Burton, V. L. (1942). The little house. Boston: Houghton Mifflin.
I personally have never read this book before, that I can recall. However, I can totally relate to it. I didn’t know where the book was going to go in the beginning, I assumed it would just be about a kid growing old in the house, but that was not the case entirely. The book had several messages, some were ancient like to be careful what you wish for, and others are more current like how fast we change. I agree that we are losing our connection with nature when we live in a world today full of technology and touch screens. We are surrounded by city lights that obscure our view of the glorious night sky. We level forest and natural vegetation to build parking structures and gas stations. When reading this book to children I could get them engaged by bringing their personal life into the story, like with some of their experiences with nature and the city. I could have them start to notice open fields or construction zones. Perhaps even recall when a store was being built.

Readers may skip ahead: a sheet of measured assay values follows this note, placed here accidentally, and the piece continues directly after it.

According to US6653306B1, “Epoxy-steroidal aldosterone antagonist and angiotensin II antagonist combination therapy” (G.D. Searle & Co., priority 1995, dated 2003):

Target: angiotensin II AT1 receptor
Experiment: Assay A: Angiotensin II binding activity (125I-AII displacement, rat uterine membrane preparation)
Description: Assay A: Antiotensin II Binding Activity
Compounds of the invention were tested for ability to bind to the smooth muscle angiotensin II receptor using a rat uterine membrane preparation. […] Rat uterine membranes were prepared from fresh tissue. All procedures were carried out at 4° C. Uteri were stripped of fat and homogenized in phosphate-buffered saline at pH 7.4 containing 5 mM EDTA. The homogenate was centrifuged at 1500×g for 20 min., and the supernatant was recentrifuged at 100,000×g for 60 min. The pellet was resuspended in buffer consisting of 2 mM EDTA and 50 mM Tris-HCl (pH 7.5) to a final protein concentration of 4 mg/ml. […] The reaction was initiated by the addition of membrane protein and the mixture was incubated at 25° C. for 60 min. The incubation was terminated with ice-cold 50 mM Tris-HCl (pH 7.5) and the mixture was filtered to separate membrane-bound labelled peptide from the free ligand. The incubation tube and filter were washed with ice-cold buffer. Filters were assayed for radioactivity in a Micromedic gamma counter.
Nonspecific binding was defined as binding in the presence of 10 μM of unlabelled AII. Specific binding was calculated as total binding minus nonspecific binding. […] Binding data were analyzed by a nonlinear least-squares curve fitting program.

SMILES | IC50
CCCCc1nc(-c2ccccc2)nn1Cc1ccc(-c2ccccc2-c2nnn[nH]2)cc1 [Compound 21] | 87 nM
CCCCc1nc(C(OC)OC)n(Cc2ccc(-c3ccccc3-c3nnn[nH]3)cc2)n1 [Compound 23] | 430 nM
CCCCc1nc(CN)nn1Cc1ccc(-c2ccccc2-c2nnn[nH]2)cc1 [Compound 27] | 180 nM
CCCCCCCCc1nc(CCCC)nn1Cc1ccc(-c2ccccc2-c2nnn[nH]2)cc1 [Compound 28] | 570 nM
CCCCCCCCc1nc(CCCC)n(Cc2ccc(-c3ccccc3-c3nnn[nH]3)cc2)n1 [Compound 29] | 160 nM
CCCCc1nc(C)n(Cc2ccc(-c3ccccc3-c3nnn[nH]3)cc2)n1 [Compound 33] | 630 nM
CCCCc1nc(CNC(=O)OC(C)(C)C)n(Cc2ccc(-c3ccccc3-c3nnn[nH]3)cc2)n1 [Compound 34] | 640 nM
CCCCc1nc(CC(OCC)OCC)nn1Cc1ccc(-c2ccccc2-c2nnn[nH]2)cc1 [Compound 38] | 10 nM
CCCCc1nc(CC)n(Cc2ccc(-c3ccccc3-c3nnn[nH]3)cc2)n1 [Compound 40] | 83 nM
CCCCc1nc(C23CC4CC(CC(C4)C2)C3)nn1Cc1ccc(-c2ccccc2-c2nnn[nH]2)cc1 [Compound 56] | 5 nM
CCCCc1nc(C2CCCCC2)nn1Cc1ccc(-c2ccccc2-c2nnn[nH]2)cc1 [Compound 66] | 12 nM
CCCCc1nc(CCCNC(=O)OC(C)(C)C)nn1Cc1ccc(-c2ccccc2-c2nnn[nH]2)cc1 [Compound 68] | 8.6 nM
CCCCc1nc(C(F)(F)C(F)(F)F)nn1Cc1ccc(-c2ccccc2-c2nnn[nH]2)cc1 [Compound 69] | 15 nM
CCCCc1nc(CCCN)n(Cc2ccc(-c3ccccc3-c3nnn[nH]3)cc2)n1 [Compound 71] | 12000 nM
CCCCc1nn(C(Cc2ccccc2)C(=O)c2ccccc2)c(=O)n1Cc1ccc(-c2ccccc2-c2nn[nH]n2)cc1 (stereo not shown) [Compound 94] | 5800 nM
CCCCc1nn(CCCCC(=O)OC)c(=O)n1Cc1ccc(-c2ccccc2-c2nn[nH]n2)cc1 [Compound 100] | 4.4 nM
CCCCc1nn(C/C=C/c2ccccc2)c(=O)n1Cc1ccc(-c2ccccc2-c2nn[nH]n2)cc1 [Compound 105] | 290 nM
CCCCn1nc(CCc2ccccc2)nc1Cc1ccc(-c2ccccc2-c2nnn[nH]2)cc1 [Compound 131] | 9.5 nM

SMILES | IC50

This picture book was actually a very touching book. The pictures told the story, I literally could have just looked at the pictures and understood what was going on. The illustrations were lines with some color and cross stitching. The text simply told the story but the pictures gave the details. It started off with the once upon a time opening sentence and had a happy ending as well. Definitely a classic!!
This is a great book for a read aloud as you can really get everyone to work on their visual literacy. I would read the book aloud without showing them any pictures and ask them what they envisioned and what they remembered about the plot. Then I would read the book again this time focusing on all the imagery and then ask what they remembered and if their envisions/predictions about the images were correct.
Objective: Students will be read the story and make predictions on the imagery.